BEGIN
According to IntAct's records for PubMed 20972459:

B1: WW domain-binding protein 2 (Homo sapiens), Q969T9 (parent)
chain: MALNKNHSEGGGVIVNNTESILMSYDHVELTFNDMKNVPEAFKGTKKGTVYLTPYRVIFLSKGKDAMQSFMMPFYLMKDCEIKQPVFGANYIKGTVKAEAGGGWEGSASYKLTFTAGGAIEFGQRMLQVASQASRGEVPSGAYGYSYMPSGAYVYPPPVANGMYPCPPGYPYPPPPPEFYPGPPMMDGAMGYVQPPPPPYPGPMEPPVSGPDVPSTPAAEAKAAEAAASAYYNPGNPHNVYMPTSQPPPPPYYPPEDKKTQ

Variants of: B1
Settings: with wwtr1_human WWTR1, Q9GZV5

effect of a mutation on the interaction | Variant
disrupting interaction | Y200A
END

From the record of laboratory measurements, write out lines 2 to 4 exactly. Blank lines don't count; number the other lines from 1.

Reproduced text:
B1: WW domain-binding protein 2 (Homo sapiens), Q969T9 (parent)
chain: MALNKNHSEGGGVIVNNTESILMSYDHVELTFNDMKNVPEAFKGTKKGTVYLTPYRVIFLSKGKDAMQSFMMPFYLMKDCEIKQPVFGANYIKGTVKAEAGGGWEGSASYKLTFTAGGAIEFGQRMLQVASQASRGEVPSGAYGYSYMPSGAYVYPPPVANGMYPCPPGYPYPPPPPEFYPGPPMMDGAMGYVQPPPPPYPGPMEPPVSGPDVPSTPAAEAKAAEAAASAYYNPGNPHNVYMPTSQPPPPPYYPPEDKKTQ

Variants of: B1